Sports Medicine

pp 1–11

Exercise-Based Interventions for Injury Prevention in Tackle Collision Ball Sports: A Systematic Review

  • Nicola Sewry
  • Evert Verhagen
  • Mike Lambert
  • Willem van Mechelen
  • Wayne Viljoen
  • Clint Readhead
  • James Brown
Systematic Review

DOI: 10.1007/s40279-017-0704-4

Cite this article as:
Sewry, N., Verhagen, E., Lambert, M. et al. Sports Med (2017). doi:10.1007/s40279-017-0704-4

Abstract

Background

The injury burden in collision sports is relatively high compared to other team sports. Therefore, participants in these sports would benefit by having effective injury prevention programs. Exercise-based interventions have successfully reduced injuries in soccer, but evidence on exercise-based interventions in tackle collision sports is limited.

Objective

The objective of this review is to systematically examine the evidence of exercise-based intervention programs reducing injuries in tackle collision sports.

Data sources

PubMed, EBSCOHost, and Web of Science were searched for articles published between January 1995 and December 2015. The methodological quality was assessed using an adapted Cochrane Bone Joint and Muscle Trauma Group quality assessment tool.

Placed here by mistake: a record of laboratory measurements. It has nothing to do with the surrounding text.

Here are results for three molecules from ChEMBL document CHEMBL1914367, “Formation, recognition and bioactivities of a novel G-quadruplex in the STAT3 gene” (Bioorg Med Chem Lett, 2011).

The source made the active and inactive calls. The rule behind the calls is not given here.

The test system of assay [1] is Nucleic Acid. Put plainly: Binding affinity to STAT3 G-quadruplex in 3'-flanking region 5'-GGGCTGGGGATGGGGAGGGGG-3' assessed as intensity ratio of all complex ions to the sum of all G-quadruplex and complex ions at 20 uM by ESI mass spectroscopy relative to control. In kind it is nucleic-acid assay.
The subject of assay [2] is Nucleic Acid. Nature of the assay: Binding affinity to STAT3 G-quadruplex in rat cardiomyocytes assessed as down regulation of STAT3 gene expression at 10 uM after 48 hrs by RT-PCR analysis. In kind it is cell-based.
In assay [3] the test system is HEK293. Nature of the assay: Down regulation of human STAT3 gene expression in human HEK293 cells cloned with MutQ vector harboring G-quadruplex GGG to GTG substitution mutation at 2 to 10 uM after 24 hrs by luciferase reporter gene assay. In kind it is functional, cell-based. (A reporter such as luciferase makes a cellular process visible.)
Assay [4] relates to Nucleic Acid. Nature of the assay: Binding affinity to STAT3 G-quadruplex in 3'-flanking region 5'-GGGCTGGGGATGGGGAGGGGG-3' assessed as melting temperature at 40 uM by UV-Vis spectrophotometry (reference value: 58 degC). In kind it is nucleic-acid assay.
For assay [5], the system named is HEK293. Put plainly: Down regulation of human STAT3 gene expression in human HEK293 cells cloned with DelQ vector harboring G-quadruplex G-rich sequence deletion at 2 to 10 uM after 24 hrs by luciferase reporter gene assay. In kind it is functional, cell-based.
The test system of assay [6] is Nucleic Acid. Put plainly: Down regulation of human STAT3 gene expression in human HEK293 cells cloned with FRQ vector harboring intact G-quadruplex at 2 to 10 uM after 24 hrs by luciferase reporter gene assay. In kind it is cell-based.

Study selection

The inclusion criteria were (1) (randomized) control trials and observational studies; (2) sporting codes: American, Australian and Gaelic Football, rugby union, and rugby league; (3) participants of any age or sex; (4) exercise-based, prehabilitative intervention; and (5) primary outcome was injury rate or incidence (injury risk). The exclusion criteria were (1) unavailability of full-text; and (2) article unavailable in English.

Results

Nine studies with a total of 3517 participants were included in this review. Seven of these studies showed a significant decrease in injury risk. These studies included three sporting codes and various age groups, making it difficult to make inferences. The two highest methodological quality studies found no effect of an exercise-based intervention on injury risk.

Conclusions

There is evidence that exercise-based injury preventions can be beneficial in reducing injury risk in collision sports, but more studies of high methodological quality are required.

Funding information

Funder NameGrant NumberFunding Note
National Research Foundation
    University of Cape Town
      Oppenheimer Memorial Trust

        Copyright information

        © Springer International Publishing Switzerland 2017

        Authors and Affiliations

        1. 1.Division of Exercise Science and Sports Medicine, Department of Human BiologyUniversity of Cape TownCape TownSouth Africa
        2. 2.Amsterdam Collaboration on Health and Safety in Sports, Department of Public and Occupational Health and EMGO+ InstituteVU University Medical CenterAmsterdamThe Netherlands
        3. 3.South African Rugby UnionCape TownSouth Africa

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